2 Income Plays Set To Benefit From COVID-19 Vaccine News
Last week, I spent some time discussing the promising news of a potential vaccine developed by Pfizer (NYSE: PFE).
In short, I mentioned that the prospect of divided government for (at least) the next two years gave the market some confidence. Combine that with a vaccine that looks to be at least 90% effective, and, well, that just poured gasoline on the spark.
Now, this week, we got news that the vaccine from Moderna (Nasdaq: MRNA) is perhaps even more effective.
I won’t get into the details of each treatment today. And, as I mentioned back in my previous article, we’re not out of the woods yet.
But either way you slice it, this is great news.
So what does this mean for investors? While it may not be a full “all clear” sign, it’s definitely encouraging. I’ll reiterate what I said back in that piece last week:
“In the meantime, I’ll keep repeating what I’ve been saying throughout this year… Don’t let the major market averages fool you. There are still plenty of solid stocks that have only recovered a portion of what they lost during the Covid selloff.”
With all this in mind, I want to touch on two income stocks that could be beneficiaries of a somewhat-“return to normal”. I’ve been covering both over at my High-Yield Investing premium newsletter – and while both have bounced significantly off of their lows, there is still plenty of ground to cover to get back to “normal”.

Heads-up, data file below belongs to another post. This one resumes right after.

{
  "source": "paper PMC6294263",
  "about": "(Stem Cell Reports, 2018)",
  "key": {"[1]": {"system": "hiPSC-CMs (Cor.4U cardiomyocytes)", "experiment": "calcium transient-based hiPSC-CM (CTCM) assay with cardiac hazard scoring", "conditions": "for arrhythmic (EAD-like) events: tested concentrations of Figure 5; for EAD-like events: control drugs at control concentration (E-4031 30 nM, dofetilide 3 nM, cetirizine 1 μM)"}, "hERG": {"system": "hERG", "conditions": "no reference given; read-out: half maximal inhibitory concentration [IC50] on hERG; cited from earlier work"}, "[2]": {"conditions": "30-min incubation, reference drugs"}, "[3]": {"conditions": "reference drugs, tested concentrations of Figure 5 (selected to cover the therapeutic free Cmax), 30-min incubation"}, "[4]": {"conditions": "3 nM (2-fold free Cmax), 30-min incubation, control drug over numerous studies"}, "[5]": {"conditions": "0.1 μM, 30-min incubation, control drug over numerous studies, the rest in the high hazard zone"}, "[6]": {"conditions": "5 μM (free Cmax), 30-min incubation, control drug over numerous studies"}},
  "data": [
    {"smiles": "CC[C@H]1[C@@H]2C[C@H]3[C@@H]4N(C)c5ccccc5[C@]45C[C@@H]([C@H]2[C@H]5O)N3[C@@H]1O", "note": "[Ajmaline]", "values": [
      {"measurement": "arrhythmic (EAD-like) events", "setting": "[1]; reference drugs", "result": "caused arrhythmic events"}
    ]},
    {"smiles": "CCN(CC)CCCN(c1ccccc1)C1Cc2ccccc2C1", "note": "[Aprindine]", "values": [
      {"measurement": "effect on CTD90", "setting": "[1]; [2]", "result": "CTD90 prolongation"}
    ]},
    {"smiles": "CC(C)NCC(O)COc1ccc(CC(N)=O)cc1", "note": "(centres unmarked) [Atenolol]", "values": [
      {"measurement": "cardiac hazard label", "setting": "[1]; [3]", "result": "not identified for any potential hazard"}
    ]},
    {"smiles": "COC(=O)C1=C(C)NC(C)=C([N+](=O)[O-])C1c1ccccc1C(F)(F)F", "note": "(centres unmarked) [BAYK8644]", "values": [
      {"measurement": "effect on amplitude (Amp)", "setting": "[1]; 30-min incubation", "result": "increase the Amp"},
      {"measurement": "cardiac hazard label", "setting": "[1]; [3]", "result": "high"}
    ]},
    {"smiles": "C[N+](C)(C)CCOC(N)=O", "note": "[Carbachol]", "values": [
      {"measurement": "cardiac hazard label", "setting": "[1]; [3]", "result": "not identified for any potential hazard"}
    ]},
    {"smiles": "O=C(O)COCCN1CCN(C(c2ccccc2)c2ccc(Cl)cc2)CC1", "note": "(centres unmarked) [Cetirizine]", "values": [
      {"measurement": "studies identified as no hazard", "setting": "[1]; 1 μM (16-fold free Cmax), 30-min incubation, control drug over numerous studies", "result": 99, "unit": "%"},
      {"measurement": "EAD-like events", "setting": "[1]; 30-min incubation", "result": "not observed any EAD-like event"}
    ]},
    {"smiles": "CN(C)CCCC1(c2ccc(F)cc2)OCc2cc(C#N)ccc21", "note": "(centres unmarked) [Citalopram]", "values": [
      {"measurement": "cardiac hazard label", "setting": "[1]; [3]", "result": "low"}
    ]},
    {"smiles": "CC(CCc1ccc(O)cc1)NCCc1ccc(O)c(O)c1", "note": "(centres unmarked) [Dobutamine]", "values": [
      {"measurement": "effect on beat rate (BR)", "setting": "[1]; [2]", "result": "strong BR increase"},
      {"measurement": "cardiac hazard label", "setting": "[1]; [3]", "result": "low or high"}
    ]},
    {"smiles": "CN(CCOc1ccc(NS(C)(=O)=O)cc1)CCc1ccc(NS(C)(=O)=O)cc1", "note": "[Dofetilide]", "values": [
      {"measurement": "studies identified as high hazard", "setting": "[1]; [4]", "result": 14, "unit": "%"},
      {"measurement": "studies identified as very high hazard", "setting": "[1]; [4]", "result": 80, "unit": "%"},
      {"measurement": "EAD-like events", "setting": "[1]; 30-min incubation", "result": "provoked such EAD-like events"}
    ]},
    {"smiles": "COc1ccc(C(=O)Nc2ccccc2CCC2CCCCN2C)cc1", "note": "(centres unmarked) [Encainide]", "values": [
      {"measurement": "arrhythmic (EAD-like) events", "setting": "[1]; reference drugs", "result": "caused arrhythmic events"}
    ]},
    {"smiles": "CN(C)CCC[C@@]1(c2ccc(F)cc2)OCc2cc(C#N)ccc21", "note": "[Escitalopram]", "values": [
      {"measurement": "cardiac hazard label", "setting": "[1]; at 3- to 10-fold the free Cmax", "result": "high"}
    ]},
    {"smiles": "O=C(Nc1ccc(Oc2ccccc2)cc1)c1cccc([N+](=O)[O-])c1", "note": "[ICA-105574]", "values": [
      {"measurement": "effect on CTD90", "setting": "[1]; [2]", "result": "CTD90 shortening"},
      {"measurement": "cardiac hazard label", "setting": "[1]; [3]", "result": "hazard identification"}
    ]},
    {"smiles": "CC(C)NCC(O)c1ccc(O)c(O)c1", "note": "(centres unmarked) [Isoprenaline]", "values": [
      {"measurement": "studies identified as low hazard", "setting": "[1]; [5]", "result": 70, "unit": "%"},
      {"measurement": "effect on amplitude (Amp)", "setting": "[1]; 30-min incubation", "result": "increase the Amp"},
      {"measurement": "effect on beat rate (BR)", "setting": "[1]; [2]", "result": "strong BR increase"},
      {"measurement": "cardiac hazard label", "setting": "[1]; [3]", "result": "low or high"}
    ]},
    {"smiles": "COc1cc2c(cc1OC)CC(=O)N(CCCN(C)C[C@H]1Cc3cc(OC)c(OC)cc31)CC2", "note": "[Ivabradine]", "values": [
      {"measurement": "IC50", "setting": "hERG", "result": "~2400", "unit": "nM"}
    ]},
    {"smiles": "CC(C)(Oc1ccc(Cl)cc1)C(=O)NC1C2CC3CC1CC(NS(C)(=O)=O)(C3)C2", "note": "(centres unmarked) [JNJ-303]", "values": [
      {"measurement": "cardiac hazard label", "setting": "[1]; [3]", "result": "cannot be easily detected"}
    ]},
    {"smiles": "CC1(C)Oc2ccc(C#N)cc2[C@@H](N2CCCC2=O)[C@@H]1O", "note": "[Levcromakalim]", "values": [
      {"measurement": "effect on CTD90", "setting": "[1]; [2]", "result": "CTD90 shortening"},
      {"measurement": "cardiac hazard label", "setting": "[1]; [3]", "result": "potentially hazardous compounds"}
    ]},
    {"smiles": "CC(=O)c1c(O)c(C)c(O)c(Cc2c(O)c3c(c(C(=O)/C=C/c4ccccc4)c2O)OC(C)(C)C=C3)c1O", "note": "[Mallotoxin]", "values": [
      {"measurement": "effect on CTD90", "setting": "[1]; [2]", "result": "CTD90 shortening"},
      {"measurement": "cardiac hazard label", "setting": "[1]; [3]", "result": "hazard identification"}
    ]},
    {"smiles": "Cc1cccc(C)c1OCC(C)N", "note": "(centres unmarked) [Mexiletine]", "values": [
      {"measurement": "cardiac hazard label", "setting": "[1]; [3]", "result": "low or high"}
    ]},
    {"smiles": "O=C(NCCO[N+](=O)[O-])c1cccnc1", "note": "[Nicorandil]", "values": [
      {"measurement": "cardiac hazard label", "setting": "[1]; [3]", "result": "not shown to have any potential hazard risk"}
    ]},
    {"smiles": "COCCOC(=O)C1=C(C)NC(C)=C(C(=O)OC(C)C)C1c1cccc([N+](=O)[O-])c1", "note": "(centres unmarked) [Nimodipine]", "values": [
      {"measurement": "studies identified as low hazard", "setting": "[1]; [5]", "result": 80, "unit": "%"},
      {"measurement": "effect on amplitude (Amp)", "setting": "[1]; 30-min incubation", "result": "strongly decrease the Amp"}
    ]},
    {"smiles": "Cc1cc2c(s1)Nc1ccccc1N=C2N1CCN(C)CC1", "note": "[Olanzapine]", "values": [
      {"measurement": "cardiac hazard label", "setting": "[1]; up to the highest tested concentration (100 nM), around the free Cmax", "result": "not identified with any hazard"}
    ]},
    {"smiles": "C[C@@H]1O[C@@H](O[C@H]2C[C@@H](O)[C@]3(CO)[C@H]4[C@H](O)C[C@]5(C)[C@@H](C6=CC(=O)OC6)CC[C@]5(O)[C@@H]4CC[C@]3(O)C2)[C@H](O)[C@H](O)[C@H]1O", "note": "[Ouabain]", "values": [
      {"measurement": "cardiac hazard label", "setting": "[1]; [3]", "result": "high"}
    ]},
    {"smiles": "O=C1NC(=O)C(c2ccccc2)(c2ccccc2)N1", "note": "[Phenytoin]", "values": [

College Is Back – And So Are Students
After a dubious start, NCAA football is back… a good reminder that college students are back on campus.
American Campus (NYSE: ACC), the nation’s top student housing provider, was kind enough to provide us an interim update on its numbers a couple of weeks ago. A clear dichotomy has emerged between incoming freshmen and upperclassmen that have been around for a while.
Apartment-style properties located off-campus (typically home to sophomores, juniors, and seniors) have an occupancy rate of 92%, up from 90% at the last update in July. The company has approximately 83,000 of these beds for rent, which means nearly 77,000 have been filled at this point. Rental rates have ticked modestly higher as well.
In contrast, on-campus resident halls for freshmen are only about 80% occupied, down from 89% two months ago. Why the drop? Well, there have been some last-minute cancellations and no-shows. That’s not terribly surprising, since many universities are currently offering some degree of virtual/online learning.
It would seem that first-time enrolled freshmen are content to stay at home with parents while they study remotely, while second-years and above are returning to see old friends. This gap will even out in time – fortunately, freshmen housing only accounts for about 10% of the portfolio.
Overall, occupancy rates have edged up to 90.3%, versus 97.4% a year ago.
In total, ACC owns 166 properties containing 112,000 beds. The firm also manages another three dozen housing complexes for a fee on behalf of third-party owners.
The lingering impact of Covid is still being felt. But ACC’s occupancy rates are creeping closer to normal. And I think the company will have no trouble finding eager students for new developments in California.
A Retail REIT Staging A Comeback